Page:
Dr Lydia Medland is currently looking for respondents for her ‘Working for five a day’ research project. If you are working in the UK fruit and vegetable sector (as a grower or farm worker) you can complete the survey here:

Survey opens for growers and workers who produce fruit and vegetables

Are you a grower or fruit and vegetable worker? Complete the survey here: Working for ‘five a day’ (

Today the ‘working for 5 a day’ research survey is launched. The survey differs from previous research because it takes an interest in all those working in fruit and vegetable production. Avoiding an ‘us and them’ approach, the survey is open to growers and farmworkers, British and non-British workers, those based across England, Wales, Scotland and Northern Ireland, and conventional and organic producers of all scales of production. 

Growers, workers, seasonal migrant workers and others in the sector are vital for the UK’s food system. If we are to sustain a resilient food and farming sector able to provide healthy food for the population, we need to take note of the experience of those in the sector. This is the purpose of the survey, which in subsequent years will be followed up by in-person qualitative research.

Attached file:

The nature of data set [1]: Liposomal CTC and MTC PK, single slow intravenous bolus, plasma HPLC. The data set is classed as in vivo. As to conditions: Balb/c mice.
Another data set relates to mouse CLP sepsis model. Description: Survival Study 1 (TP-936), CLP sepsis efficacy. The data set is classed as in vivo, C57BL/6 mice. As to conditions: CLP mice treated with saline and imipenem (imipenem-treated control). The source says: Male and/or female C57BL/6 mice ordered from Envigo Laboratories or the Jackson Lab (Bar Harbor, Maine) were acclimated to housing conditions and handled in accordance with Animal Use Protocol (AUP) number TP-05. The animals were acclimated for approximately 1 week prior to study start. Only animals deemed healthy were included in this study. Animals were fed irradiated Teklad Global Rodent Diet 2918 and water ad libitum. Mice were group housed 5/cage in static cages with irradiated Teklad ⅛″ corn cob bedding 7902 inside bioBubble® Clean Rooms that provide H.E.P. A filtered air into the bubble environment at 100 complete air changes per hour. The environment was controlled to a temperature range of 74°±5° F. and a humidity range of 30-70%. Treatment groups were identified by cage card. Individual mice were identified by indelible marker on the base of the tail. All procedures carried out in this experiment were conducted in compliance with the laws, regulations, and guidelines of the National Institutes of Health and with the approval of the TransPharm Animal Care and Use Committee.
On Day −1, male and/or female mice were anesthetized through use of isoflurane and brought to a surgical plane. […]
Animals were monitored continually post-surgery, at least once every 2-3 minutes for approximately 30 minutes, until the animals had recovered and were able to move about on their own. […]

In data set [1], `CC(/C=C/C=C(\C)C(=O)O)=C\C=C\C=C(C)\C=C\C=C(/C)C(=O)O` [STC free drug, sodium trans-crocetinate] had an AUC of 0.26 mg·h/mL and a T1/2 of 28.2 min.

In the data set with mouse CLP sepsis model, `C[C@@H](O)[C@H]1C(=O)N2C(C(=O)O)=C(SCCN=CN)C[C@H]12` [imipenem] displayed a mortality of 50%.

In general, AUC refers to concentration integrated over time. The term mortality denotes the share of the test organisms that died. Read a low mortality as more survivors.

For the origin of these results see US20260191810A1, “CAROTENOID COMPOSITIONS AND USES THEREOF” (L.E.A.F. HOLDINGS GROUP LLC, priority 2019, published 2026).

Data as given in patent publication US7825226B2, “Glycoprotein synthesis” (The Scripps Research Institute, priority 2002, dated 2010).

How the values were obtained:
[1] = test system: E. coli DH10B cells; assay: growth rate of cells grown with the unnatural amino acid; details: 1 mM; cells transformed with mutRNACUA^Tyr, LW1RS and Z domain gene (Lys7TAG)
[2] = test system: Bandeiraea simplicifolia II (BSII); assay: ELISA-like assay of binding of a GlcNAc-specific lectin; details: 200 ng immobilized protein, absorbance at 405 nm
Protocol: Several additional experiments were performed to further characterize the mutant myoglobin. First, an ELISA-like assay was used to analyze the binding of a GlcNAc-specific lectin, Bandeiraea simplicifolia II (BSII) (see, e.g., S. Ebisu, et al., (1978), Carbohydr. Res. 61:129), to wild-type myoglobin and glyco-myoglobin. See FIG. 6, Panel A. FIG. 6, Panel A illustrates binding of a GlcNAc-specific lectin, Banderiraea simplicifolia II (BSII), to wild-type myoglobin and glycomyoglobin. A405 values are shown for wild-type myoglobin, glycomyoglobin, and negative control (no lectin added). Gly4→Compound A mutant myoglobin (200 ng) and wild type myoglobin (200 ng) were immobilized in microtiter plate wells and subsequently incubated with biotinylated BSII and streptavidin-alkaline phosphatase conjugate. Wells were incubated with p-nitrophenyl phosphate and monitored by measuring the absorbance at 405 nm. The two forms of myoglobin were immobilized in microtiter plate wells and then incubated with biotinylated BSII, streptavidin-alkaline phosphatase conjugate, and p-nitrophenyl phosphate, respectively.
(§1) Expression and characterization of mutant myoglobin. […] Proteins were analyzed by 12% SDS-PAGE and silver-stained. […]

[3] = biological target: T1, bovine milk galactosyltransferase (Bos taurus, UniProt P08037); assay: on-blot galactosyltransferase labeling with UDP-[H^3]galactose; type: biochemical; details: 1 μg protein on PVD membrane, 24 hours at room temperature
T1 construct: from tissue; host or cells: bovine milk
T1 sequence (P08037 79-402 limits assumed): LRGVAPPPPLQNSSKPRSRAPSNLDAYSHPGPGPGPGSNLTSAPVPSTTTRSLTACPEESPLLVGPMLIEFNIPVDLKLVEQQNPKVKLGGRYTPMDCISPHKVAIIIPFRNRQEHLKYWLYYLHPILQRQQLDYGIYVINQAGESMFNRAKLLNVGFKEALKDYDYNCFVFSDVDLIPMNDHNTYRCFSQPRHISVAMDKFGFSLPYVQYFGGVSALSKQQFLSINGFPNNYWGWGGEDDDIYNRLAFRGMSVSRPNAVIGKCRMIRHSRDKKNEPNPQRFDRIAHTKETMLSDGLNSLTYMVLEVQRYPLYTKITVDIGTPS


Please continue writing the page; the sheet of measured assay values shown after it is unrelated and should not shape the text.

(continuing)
The research comes at a time when awareness about the need to reduce carbon emissions is high, as the UK hosts COP26 in Glasgow this year. Reducing food miles and protecting UK production is one way to do this. This is particularly the case for types of fruit and vegetable that can easily be grown in the UK such as apples and pears, berries and other soft fruit such as plums, as well as a very wide range of vegetables.

The survey is now open in English, takes only about 15 minutes to complete, and gives those who enter the opportunity to enter a prize draw for Love2Shop vouchers which can be used in many high street shops.

Translations are also available in two languages which are common among seasonal agricultural workers; Romanian and Ukrainian. These languages have been chosen in order to open accessibility to workers who come from the selected countries both within the European Union (Romania) and from beyond its borders (Ukraine). Other horticultural workers from all countries are also welcome to participate in the English version.